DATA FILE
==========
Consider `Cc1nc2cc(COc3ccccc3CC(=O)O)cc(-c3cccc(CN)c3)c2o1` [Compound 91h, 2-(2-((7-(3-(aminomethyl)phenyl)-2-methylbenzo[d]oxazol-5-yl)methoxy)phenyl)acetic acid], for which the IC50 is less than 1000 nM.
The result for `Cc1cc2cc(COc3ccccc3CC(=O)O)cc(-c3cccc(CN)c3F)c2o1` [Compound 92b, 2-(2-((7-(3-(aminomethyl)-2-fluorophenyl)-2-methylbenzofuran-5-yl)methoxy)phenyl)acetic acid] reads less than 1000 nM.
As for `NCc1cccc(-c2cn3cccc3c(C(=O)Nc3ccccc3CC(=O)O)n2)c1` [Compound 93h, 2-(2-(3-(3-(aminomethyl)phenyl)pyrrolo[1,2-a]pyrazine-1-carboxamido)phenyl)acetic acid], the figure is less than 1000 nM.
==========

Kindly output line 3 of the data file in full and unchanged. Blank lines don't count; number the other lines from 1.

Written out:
As for `NCc1cccc(-c2cn3cccc3c(C(=O)Nc3ccccc3CC(=O)O)n2)c1` [Compound 93h, 2-(2-(3-(3-(aminomethyl)phenyl)pyrrolo[1,2-a]pyrazine-1-carboxamido)phenyl)acetic acid], the figure is less than 1000 nM.